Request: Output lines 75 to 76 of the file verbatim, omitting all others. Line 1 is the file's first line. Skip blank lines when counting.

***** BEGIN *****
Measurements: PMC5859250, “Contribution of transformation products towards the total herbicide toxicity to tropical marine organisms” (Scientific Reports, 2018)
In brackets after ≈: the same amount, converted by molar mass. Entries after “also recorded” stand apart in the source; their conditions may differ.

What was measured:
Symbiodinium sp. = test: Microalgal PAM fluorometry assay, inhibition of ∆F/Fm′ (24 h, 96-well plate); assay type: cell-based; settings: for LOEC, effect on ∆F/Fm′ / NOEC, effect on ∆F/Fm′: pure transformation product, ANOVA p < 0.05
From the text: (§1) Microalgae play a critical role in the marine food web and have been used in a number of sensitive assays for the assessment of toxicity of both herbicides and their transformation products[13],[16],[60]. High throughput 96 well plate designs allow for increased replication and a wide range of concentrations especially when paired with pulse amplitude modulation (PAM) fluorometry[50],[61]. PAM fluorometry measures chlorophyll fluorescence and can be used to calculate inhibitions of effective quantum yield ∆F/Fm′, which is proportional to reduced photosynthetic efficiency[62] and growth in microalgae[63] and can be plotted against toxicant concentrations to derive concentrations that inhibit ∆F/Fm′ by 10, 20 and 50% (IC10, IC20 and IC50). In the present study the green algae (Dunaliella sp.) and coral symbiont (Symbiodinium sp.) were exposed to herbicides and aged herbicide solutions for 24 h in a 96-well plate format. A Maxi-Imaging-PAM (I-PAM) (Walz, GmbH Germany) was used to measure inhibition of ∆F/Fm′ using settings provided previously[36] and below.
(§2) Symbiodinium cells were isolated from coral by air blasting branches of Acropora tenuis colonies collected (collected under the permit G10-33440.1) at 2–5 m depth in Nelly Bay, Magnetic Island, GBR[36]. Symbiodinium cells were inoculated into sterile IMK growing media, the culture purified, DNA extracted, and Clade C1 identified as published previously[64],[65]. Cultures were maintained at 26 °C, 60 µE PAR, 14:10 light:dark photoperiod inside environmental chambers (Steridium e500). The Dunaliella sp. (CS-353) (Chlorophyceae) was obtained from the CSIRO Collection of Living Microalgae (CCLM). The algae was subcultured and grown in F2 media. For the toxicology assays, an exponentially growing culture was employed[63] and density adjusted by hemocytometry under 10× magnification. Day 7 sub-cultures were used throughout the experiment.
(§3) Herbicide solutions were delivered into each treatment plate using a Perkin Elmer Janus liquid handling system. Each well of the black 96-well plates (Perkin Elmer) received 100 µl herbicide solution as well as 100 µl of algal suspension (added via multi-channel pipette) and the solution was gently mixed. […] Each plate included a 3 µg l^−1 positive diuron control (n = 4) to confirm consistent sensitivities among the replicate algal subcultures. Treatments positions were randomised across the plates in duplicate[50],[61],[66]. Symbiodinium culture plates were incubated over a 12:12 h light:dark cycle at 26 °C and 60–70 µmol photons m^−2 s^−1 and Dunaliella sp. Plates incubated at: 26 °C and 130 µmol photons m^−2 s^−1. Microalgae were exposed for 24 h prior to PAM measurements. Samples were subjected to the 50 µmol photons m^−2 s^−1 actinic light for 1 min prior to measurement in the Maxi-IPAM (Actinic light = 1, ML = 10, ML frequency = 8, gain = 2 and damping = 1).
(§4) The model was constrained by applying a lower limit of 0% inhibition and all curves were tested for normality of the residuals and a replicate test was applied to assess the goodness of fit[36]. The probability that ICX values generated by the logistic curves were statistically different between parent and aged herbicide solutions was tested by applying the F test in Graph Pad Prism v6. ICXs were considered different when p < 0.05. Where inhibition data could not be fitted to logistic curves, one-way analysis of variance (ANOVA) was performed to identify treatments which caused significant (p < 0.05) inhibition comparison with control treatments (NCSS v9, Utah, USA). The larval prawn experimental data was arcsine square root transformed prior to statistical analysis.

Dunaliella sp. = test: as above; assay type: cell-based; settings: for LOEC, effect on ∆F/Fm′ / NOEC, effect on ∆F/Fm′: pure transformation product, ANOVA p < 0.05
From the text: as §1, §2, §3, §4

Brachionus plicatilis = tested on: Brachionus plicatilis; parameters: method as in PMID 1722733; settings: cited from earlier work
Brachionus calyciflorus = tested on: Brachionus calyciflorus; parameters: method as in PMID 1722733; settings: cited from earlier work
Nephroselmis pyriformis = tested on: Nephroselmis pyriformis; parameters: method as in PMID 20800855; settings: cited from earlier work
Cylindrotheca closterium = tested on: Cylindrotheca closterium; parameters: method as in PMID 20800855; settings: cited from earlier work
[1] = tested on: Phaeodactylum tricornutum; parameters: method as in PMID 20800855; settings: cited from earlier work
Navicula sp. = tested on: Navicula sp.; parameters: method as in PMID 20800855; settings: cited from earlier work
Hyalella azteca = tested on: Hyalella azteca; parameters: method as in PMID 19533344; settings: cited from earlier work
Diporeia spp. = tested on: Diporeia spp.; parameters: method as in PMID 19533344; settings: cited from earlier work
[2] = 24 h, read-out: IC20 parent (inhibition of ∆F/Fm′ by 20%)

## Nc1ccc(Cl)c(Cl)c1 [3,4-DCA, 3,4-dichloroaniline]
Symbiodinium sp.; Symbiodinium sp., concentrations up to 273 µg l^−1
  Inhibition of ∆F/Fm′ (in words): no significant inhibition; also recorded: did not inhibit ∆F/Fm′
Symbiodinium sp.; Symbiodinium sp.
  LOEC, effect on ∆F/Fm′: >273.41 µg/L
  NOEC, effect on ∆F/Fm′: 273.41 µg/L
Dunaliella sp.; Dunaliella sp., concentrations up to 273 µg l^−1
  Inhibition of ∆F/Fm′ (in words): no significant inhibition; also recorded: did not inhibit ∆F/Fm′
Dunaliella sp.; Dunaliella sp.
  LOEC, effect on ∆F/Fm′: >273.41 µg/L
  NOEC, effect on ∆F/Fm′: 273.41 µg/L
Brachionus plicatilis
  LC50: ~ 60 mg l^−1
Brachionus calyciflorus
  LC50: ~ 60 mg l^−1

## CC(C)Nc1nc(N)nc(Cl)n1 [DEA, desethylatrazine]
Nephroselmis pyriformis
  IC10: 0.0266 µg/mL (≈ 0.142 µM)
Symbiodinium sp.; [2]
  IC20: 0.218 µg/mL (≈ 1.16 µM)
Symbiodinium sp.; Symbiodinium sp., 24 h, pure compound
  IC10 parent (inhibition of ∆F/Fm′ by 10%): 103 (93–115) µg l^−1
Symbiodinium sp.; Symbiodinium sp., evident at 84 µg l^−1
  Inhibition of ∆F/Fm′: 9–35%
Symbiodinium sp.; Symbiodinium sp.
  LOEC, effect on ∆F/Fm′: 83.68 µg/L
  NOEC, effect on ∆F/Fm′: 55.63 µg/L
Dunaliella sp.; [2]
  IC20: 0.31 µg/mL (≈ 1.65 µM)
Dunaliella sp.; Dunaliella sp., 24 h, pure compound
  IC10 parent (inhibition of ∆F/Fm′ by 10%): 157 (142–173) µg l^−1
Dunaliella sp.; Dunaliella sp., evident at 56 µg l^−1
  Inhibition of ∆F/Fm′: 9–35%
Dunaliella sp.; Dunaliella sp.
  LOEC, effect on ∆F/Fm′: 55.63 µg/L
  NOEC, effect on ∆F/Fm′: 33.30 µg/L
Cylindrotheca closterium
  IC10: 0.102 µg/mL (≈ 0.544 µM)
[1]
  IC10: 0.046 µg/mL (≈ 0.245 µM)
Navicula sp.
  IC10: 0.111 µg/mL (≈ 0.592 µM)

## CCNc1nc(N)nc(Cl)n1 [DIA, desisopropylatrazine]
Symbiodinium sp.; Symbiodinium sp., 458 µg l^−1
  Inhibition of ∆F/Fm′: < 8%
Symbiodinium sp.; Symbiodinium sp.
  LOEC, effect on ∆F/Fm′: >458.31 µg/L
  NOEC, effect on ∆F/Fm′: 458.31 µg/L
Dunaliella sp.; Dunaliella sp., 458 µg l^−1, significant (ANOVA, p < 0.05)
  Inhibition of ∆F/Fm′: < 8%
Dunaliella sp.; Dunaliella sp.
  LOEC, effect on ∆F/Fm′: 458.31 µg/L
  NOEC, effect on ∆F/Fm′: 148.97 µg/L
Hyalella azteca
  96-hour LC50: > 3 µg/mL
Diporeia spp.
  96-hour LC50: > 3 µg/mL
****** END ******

Diporeia spp.
  96-hour LC50: > 3 µg/mL